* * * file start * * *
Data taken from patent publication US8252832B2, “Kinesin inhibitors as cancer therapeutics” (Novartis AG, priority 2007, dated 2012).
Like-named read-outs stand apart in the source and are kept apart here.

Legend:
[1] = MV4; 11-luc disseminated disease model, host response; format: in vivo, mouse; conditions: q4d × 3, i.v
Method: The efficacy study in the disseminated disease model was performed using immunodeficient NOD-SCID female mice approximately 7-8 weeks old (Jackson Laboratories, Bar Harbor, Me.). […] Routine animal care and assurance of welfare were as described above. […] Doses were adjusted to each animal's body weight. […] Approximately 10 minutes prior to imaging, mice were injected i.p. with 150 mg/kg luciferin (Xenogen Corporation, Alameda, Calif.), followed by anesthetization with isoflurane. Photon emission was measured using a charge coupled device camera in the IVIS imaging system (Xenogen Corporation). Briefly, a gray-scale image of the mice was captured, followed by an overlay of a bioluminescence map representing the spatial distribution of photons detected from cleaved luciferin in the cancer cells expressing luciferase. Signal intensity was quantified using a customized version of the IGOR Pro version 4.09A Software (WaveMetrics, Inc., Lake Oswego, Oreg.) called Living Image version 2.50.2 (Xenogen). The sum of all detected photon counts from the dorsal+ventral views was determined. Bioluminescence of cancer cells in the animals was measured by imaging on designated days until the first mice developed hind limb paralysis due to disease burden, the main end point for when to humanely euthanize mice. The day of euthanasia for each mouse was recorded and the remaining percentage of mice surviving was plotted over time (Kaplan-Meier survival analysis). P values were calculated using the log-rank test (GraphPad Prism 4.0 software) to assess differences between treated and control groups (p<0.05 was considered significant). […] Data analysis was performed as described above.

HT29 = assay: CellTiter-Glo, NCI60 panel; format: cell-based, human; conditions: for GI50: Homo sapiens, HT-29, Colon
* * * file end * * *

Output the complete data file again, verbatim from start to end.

Data taken from patent publication US8252832B2, “Kinesin inhibitors as cancer therapeutics” (Novartis AG, priority 2007, dated 2012).
Like-named read-outs stand apart in the source and are kept apart here.

Legend:
[1] = MV4; 11-luc disseminated disease model, host response; format: in vivo, mouse; conditions: q4d × 3, i.v
Method: The efficacy study in the disseminated disease model was performed using immunodeficient NOD-SCID female mice approximately 7-8 weeks old (Jackson Laboratories, Bar Harbor, Me.). […] Routine animal care and assurance of welfare were as described above. […] Doses were adjusted to each animal's body weight. […] Approximately 10 minutes prior to imaging, mice were injected i.p. with 150 mg/kg luciferin (Xenogen Corporation, Alameda, Calif.), followed by anesthetization with isoflurane. Photon emission was measured using a charge coupled device camera in the IVIS imaging system (Xenogen Corporation). Briefly, a gray-scale image of the mice was captured, followed by an overlay of a bioluminescence map representing the spatial distribution of photons detected from cleaved luciferin in the cancer cells expressing luciferase. Signal intensity was quantified using a customized version of the IGOR Pro version 4.09A Software (WaveMetrics, Inc., Lake Oswego, Oreg.) called Living Image version 2.50.2 (Xenogen). The sum of all detected photon counts from the dorsal+ventral views was determined. Bioluminescence of cancer cells in the animals was measured by imaging on designated days until the first mice developed hind limb paralysis due to disease burden, the main end point for when to humanely euthanize mice. The day of euthanasia for each mouse was recorded and the remaining percentage of mice surviving was plotted over time (Kaplan-Meier survival analysis). P values were calculated using the log-rank test (GraphPad Prism 4.0 software) to assess differences between treated and control groups (p<0.05 was considered significant). […] Data analysis was performed as described above.

HT29 = assay: CellTiter-Glo, NCI60 panel; format: cell-based, human; conditions: for GI50: Homo sapiens, HT-29, Colon